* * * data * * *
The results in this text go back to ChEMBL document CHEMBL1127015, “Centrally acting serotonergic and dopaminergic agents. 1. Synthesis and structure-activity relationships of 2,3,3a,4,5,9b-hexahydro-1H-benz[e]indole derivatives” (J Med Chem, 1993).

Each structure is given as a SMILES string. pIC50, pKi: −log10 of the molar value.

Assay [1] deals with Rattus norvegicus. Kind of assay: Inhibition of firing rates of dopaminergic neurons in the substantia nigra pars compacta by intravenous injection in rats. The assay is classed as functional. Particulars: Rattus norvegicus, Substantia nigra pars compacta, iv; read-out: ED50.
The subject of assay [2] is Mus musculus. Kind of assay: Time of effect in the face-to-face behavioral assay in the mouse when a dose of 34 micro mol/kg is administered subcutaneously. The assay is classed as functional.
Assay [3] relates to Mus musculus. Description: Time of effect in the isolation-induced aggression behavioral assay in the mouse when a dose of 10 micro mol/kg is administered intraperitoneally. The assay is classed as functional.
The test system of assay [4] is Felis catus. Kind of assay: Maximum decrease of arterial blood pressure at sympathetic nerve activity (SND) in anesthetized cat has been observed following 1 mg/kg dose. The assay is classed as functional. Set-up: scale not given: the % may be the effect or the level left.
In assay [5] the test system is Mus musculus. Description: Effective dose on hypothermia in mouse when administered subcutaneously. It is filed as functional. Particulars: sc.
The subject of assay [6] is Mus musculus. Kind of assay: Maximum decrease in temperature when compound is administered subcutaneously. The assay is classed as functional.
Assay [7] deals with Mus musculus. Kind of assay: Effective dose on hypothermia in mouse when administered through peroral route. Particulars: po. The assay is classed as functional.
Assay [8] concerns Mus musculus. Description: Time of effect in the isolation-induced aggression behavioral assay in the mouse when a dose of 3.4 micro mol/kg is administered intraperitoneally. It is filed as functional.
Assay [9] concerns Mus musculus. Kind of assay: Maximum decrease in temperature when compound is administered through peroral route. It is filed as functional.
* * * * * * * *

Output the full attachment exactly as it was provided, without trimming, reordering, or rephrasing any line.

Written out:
The results in this text go back to ChEMBL document CHEMBL1127015, “Centrally acting serotonergic and dopaminergic agents. 1. Synthesis and structure-activity relationships of 2,3,3a,4,5,9b-hexahydro-1H-benz[e]indole derivatives” (J Med Chem, 1993).

Each structure is given as a SMILES string. pIC50, pKi: −log10 of the molar value.

Assay [1] deals with Rattus norvegicus. Kind of assay: Inhibition of firing rates of dopaminergic neurons in the substantia nigra pars compacta by intravenous injection in rats. The assay is classed as functional. Particulars: Rattus norvegicus, Substantia nigra pars compacta, iv; read-out: ED50.
The subject of assay [2] is Mus musculus. Kind of assay: Time of effect in the face-to-face behavioral assay in the mouse when a dose of 34 micro mol/kg is administered subcutaneously. The assay is classed as functional.
Assay [3] relates to Mus musculus. Description: Time of effect in the isolation-induced aggression behavioral assay in the mouse when a dose of 10 micro mol/kg is administered intraperitoneally. The assay is classed as functional.
The test system of assay [4] is Felis catus. Kind of assay: Maximum decrease of arterial blood pressure at sympathetic nerve activity (SND) in anesthetized cat has been observed following 1 mg/kg dose. The assay is classed as functional. Set-up: scale not given: the % may be the effect or the level left.
In assay [5] the test system is Mus musculus. Description: Effective dose on hypothermia in mouse when administered subcutaneously. It is filed as functional. Particulars: sc.
The subject of assay [6] is Mus musculus. Kind of assay: Maximum decrease in temperature when compound is administered subcutaneously. The assay is classed as functional.
Assay [7] deals with Mus musculus. Kind of assay: Effective dose on hypothermia in mouse when administered through peroral route. Particulars: po. The assay is classed as functional.
Assay [8] concerns Mus musculus. Description: Time of effect in the isolation-induced aggression behavioral assay in the mouse when a dose of 3.4 micro mol/kg is administered intraperitoneally. It is filed as functional.
Assay [9] concerns Mus musculus. Kind of assay: Maximum decrease in temperature when compound is administered through peroral route. It is filed as functional.